In 2007, an Arpia helicopter indiscriminately strafed six peasants in a rural area of Norte de Santander.21
In 2009, an Arpia helicopter bombed a few meters away from 10 civilians in the department of Guaviare. This happened after these people were attacked with machine guns by Mobile Brigade No. 7, which resulted in the killing of 3 people and injuries to 2 of them.22
Among other Lockheed Martin weapons and products, Colombia also has the C-130 Hercules, a military transport aircraft. The Colombian State has 7 of these aircrafts, including three that were donated by the U.S. government in 2020 and 2021.23
Likewise, during the Expodefensa 2021 arms fair, held in the city of Bogota, Lockheed Martin offered the Colombian Navy the CMS-330 combat management system, which would expand the lethal capacity of this institution.25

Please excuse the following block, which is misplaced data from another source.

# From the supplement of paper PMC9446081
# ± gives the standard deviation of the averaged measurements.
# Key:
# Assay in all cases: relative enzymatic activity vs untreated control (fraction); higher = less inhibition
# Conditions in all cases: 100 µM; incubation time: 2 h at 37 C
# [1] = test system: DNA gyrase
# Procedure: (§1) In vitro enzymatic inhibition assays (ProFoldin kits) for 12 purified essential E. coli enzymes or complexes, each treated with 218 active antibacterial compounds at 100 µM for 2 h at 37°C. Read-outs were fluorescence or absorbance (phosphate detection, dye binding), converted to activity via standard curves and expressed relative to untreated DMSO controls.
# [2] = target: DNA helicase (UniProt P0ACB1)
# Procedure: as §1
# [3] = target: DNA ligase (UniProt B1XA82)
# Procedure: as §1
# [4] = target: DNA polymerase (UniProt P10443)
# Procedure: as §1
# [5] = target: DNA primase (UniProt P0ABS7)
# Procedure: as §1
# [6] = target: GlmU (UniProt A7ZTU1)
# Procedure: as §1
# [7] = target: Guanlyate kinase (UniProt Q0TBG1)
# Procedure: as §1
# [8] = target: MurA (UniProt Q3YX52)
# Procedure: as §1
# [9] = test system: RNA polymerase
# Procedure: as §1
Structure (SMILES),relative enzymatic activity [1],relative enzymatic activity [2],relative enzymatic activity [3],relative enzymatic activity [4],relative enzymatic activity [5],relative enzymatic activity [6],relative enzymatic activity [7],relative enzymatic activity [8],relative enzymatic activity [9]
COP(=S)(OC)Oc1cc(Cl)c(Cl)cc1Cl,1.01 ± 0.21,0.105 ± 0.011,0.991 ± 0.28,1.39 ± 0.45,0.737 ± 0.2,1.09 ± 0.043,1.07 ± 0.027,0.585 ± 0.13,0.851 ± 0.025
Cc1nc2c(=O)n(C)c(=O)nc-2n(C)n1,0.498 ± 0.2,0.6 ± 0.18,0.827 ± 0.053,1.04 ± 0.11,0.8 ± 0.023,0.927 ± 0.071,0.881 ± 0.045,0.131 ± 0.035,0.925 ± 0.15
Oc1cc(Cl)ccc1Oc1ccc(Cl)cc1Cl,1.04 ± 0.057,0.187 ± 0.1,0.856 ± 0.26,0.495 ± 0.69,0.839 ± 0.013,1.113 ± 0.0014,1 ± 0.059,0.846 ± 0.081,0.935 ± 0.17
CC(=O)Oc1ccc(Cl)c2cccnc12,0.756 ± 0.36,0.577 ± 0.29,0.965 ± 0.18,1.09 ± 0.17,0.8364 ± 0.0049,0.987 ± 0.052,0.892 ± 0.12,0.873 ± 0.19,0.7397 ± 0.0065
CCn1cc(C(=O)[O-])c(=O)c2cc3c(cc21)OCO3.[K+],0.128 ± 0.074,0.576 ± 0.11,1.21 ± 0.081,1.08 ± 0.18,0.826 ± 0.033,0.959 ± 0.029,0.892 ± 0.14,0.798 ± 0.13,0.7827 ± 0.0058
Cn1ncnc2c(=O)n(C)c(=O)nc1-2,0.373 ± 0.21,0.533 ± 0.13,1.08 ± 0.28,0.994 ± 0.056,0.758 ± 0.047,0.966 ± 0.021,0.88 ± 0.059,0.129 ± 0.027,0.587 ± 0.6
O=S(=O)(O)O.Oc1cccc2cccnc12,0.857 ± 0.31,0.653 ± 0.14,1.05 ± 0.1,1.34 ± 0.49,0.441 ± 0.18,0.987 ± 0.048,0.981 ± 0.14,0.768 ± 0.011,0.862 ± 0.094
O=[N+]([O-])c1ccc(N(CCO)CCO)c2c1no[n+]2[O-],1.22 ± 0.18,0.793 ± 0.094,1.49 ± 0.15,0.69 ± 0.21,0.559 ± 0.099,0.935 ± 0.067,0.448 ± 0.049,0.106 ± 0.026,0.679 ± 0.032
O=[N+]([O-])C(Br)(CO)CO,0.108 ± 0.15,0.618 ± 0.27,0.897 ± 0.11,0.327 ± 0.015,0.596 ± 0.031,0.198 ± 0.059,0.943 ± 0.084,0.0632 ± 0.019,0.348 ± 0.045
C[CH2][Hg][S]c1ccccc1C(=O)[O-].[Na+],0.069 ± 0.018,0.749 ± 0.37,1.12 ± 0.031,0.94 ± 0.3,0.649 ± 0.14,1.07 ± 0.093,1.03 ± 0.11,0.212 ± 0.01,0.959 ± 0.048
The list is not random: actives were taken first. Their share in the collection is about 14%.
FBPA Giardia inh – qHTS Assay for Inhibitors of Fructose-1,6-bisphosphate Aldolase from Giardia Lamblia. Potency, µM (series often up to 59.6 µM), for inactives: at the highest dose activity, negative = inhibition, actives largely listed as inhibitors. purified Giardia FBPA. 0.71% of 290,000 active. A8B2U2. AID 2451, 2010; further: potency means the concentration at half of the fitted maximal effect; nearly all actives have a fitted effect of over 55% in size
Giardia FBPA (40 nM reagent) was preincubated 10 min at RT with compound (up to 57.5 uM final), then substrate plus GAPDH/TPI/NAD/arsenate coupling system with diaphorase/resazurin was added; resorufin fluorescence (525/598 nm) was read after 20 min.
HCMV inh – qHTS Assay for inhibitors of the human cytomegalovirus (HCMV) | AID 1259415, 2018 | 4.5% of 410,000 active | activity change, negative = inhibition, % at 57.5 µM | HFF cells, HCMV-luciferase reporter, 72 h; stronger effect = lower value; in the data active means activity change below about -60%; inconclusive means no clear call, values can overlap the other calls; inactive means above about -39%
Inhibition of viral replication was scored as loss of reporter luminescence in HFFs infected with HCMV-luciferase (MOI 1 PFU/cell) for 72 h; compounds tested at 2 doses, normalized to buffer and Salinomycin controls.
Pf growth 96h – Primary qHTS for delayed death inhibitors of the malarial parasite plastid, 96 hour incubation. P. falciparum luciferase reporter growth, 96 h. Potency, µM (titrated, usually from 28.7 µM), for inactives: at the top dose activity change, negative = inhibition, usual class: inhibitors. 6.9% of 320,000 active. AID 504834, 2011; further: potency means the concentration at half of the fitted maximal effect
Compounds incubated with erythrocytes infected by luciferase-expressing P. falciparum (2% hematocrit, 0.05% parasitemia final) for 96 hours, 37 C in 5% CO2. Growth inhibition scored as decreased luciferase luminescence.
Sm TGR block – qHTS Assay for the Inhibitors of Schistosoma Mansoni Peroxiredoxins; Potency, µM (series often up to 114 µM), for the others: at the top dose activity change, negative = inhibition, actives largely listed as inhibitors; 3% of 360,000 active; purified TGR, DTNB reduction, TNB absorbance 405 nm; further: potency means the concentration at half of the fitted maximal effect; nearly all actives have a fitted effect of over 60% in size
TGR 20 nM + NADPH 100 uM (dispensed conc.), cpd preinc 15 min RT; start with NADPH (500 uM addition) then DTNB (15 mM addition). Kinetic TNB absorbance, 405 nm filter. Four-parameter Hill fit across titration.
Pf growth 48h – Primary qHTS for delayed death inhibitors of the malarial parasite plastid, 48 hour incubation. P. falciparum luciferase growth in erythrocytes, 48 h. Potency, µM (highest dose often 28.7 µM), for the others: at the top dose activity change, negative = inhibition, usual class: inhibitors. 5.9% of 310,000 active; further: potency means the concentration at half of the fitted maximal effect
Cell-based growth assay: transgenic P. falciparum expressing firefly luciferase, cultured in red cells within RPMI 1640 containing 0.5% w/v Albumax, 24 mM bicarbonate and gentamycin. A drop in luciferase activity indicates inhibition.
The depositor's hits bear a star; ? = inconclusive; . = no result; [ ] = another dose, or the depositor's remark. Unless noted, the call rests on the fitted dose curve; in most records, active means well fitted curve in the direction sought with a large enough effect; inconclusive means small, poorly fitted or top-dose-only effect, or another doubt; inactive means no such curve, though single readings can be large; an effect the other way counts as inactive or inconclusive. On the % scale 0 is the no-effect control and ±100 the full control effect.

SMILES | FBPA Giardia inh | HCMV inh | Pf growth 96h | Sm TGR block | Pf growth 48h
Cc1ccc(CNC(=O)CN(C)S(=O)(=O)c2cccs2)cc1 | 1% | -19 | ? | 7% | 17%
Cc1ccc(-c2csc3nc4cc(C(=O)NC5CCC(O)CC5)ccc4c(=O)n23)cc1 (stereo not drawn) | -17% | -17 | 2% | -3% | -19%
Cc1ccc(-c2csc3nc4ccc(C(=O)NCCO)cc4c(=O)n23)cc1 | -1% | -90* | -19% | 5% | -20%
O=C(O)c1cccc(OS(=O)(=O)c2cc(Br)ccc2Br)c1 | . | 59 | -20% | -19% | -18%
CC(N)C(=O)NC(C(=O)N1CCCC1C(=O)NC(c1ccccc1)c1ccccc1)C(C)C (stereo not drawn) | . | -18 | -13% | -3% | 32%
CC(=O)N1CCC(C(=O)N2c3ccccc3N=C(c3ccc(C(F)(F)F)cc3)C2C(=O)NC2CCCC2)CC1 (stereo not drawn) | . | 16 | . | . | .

Of particular concern is that the Colombian government is in the process of acquiring between 24 and 36 “F-16” war planes which are produced by Lockheed Martin26. These would replace the 23 Israeli Kfir planes currently used by the Colombian Air Force. Like in the case of other collaborations with the Israeli military industry already mentioned, the wings of the F-16 have been produced by Israel Aerospace Industries since the 1980s. The Colombian government justifies the purchase of these planes, which would cost 14 billion pesos, stating they would make up for a “strategic disadvantage” with Venezuela.27 In other words, the purchase of these planes seeks to deepen the militaristic approach of the State inside and outside its borders.
We oppose this purchase and invite you to take action against this and other purchases from Lockheed Martin. To that end, we call you to the global mobilization against Lockheed Martin that will take place on April 28th, during the company’s annual shareholder meeting. Let’s say #StopLockheedMartin, and oppose dirty deals – like the purchase of F-16 planes – that seek to create profits for a few, while creating death for many others.